As rotational deployments continue to dominate the operating force’s deployment schedule, marines need to fully leverage opportunities to assess their performance in isolation from their headquarters. Small-unit leaders are supposed to be ready to lead disaggregated, distributed, and dispersed units far from the “flagpole.” A good example is Exercise Archipelago Endeavor near Stockholm, Sweden. Every year, Marine Rotational Forces Europe sends an infantry company to conduct an amphibious assault alongside Swedish Marines during which leaders are spread amongst the thousands of islands that make up the Stockholm archipelago. Here, the unit’s ability to maneuver from island to island is completely beholden to their small-unit leader’s ability to take calculated risks, formulate tactical solutions to problems that they think will meet commander’s intent, and make effective decisions in an unknown environment outside of the Marine Corps’ scripted, desert comfort zone. John Vrolyk recently recommended the Corps adopt a similar exercise in the Indo-Pacific. We, of course, fully concur with our fellow small-unit leader. But before such exercises can help create the Corps of the future, the institution needs to collectively understand and embrace the foundation of the “chaos imperative.”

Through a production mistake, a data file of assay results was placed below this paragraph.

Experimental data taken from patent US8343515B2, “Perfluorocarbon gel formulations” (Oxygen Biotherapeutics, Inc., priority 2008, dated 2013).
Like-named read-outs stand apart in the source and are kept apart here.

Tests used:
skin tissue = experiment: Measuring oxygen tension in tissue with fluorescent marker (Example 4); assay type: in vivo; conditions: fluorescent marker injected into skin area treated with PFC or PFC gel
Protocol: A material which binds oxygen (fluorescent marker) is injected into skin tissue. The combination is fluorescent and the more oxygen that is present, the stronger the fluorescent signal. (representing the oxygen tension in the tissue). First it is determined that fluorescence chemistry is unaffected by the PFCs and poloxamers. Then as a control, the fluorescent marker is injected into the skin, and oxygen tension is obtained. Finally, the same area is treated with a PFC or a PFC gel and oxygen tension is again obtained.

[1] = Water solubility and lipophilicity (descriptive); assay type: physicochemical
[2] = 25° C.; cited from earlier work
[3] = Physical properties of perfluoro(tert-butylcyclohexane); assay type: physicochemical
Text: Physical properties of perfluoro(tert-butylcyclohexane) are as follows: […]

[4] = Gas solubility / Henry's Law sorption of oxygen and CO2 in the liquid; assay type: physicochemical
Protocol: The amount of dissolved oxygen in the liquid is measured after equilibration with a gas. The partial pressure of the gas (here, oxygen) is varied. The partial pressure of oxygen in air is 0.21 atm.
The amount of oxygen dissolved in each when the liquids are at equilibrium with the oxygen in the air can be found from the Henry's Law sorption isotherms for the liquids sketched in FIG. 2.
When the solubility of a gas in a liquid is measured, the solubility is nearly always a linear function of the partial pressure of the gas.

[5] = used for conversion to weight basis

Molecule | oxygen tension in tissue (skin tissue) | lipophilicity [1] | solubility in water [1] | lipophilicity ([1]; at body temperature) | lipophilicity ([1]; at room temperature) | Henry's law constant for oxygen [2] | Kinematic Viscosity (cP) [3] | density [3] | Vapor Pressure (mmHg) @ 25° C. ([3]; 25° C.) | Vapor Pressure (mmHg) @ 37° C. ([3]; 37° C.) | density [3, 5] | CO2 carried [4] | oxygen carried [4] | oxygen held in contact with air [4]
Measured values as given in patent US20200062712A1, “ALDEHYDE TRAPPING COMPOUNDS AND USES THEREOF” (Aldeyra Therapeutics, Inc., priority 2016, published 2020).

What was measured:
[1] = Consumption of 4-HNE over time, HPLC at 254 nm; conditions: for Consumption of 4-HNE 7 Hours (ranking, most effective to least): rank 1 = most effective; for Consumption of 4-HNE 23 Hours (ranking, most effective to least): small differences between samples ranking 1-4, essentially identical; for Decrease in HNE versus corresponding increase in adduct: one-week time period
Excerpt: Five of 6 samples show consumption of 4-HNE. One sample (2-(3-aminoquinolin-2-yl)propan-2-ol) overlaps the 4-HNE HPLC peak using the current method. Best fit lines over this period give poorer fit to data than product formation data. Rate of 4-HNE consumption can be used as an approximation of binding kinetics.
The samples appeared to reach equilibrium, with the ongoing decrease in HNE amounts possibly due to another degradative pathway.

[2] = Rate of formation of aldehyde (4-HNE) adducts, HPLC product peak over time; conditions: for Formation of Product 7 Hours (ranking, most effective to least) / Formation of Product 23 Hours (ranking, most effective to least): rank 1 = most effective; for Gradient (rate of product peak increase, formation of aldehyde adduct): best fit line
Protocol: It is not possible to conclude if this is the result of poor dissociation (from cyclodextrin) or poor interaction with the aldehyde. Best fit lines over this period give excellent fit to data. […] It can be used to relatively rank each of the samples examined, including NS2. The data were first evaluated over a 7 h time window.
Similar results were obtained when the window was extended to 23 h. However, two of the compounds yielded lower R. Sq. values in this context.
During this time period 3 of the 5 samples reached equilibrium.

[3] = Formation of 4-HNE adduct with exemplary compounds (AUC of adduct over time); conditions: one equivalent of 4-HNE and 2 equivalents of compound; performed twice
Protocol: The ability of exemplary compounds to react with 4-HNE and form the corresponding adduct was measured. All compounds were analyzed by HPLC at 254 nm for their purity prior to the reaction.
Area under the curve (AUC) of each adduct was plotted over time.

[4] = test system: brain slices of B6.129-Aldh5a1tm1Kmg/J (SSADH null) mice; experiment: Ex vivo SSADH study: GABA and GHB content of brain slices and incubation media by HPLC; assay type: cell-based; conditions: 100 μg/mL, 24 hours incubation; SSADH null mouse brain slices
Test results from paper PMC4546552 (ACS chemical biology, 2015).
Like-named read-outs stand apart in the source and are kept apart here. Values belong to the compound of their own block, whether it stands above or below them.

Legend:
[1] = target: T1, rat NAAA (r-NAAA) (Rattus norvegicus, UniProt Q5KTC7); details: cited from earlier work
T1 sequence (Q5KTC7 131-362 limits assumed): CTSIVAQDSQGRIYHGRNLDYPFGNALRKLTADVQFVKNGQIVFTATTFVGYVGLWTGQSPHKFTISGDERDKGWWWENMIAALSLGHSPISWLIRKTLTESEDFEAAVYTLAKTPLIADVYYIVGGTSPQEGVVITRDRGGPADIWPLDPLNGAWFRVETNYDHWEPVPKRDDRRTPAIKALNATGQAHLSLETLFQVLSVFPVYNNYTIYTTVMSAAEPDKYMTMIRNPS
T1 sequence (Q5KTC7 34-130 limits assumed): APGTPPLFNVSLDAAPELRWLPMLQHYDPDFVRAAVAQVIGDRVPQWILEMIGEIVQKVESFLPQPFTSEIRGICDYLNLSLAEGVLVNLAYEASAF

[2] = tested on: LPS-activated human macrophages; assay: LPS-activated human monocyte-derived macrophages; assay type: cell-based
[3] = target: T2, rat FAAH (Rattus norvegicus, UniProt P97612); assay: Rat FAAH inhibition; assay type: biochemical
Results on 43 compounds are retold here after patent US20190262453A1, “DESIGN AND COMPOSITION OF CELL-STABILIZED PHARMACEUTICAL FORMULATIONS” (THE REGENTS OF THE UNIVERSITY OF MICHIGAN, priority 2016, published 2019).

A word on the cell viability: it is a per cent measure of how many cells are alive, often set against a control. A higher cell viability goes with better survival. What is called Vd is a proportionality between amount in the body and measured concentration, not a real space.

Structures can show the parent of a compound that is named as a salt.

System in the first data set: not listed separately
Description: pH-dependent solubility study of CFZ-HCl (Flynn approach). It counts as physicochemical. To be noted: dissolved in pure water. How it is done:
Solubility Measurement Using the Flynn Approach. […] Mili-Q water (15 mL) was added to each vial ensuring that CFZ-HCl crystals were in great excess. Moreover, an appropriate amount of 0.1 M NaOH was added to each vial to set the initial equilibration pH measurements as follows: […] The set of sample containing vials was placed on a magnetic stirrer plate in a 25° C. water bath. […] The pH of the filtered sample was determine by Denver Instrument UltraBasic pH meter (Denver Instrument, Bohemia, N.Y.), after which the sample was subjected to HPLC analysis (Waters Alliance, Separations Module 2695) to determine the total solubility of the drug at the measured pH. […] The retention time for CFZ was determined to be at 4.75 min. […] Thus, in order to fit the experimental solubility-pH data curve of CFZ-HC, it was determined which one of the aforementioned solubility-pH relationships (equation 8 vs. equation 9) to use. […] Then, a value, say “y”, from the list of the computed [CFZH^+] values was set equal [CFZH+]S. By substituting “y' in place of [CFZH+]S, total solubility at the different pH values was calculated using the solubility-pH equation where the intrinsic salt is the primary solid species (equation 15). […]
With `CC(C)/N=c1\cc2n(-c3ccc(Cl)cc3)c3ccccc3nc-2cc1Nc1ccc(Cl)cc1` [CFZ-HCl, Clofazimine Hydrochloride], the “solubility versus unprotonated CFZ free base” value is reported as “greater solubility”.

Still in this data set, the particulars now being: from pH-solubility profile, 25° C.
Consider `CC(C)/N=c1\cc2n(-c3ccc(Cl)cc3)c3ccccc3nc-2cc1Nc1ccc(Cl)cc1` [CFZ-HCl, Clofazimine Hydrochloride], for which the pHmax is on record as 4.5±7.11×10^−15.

The Chaos Imperative in Practice
In practice, the chaos imperative means that the Navy and Marine Corps will redefine the infantry. Will this lead to “maritime commandos”? The Marine Corps seems to be moving toward small pockets of infantry deployed internationally and poised for missions of deterrence and power projection. We agree with earlier propositions in previous War on the Rocks articles — the Marine Corps needs lethal, agile, and combined-arms maneuver capabilities afloat. This is a lighter, distributed, and redefined structure of today’s infantry. Regardless of the shortage of naval assets, the joint force requires a military solution in which the Marine Corps provides much greater contributions to the nation’s sea power capabilities. This has led to several innovative concepts of employment, including the Warbot combat team concept as well as the proposed Expeditionary Advanced Maritimes operation concept, which entail high numbers of Marines operating on fast attack crafts as part of “distributed maritime operations.” If these trends are brought to fruition, then would the traditional infantry unit continue to operate more as a conventional force or special operations force? Where in the spectrum would it fall? Maybe a new conventional “maritime commando” unit would operate in both realms. Regardless of the character of the future infantry unit, small-unit leaders need to get better at working on small vessels and leveraging their squads with capabilities that extend beyond traditional infantry capacities.